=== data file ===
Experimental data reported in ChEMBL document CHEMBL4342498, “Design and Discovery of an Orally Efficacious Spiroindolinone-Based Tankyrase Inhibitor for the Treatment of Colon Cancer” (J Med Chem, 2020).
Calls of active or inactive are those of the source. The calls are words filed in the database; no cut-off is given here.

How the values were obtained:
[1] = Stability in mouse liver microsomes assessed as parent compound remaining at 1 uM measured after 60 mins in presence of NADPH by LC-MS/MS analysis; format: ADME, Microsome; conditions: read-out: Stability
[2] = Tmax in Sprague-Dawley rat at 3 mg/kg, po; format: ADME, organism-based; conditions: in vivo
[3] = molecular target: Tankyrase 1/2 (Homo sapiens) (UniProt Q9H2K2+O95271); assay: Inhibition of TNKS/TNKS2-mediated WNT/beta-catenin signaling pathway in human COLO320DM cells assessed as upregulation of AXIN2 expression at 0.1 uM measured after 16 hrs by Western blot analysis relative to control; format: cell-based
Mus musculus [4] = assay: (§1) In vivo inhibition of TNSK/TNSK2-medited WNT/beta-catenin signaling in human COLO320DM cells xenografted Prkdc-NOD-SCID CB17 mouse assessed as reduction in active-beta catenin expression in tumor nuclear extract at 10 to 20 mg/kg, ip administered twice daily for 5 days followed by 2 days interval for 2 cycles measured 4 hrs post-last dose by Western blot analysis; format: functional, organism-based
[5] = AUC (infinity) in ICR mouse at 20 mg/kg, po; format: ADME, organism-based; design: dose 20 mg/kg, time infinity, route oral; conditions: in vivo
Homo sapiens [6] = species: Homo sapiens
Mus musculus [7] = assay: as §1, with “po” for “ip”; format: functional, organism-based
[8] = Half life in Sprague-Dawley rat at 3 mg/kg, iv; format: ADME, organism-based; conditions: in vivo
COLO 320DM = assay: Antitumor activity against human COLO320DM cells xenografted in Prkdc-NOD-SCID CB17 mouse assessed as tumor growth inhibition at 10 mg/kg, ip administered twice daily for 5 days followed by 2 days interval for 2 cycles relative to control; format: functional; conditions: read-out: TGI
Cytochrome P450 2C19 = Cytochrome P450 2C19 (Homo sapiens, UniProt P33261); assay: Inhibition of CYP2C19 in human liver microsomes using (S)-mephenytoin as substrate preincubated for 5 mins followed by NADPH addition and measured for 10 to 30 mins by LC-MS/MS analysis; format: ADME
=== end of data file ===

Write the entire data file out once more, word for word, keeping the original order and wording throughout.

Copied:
Experimental data reported in ChEMBL document CHEMBL4342498, “Design and Discovery of an Orally Efficacious Spiroindolinone-Based Tankyrase Inhibitor for the Treatment of Colon Cancer” (J Med Chem, 2020).
Calls of active or inactive are those of the source. The calls are words filed in the database; no cut-off is given here.

How the values were obtained:
[1] = Stability in mouse liver microsomes assessed as parent compound remaining at 1 uM measured after 60 mins in presence of NADPH by LC-MS/MS analysis; format: ADME, Microsome; conditions: read-out: Stability
[2] = Tmax in Sprague-Dawley rat at 3 mg/kg, po; format: ADME, organism-based; conditions: in vivo
[3] = molecular target: Tankyrase 1/2 (Homo sapiens) (UniProt Q9H2K2+O95271); assay: Inhibition of TNKS/TNKS2-mediated WNT/beta-catenin signaling pathway in human COLO320DM cells assessed as upregulation of AXIN2 expression at 0.1 uM measured after 16 hrs by Western blot analysis relative to control; format: cell-based
Mus musculus [4] = assay: (§1) In vivo inhibition of TNSK/TNSK2-medited WNT/beta-catenin signaling in human COLO320DM cells xenografted Prkdc-NOD-SCID CB17 mouse assessed as reduction in active-beta catenin expression in tumor nuclear extract at 10 to 20 mg/kg, ip administered twice daily for 5 days followed by 2 days interval for 2 cycles measured 4 hrs post-last dose by Western blot analysis; format: functional, organism-based
[5] = AUC (infinity) in ICR mouse at 20 mg/kg, po; format: ADME, organism-based; design: dose 20 mg/kg, time infinity, route oral; conditions: in vivo
Homo sapiens [6] = species: Homo sapiens
Mus musculus [7] = assay: as §1, with “po” for “ip”; format: functional, organism-based
[8] = Half life in Sprague-Dawley rat at 3 mg/kg, iv; format: ADME, organism-based; conditions: in vivo
COLO 320DM = assay: Antitumor activity against human COLO320DM cells xenografted in Prkdc-NOD-SCID CB17 mouse assessed as tumor growth inhibition at 10 mg/kg, ip administered twice daily for 5 days followed by 2 days interval for 2 cycles relative to control; format: functional; conditions: read-out: TGI
Cytochrome P450 2C19 = Cytochrome P450 2C19 (Homo sapiens, UniProt P33261); assay: Inhibition of CYP2C19 in human liver microsomes using (S)-mephenytoin as substrate preincubated for 5 mins followed by NADPH addition and measured for 10 to 30 mins by LC-MS/MS analysis; format: ADME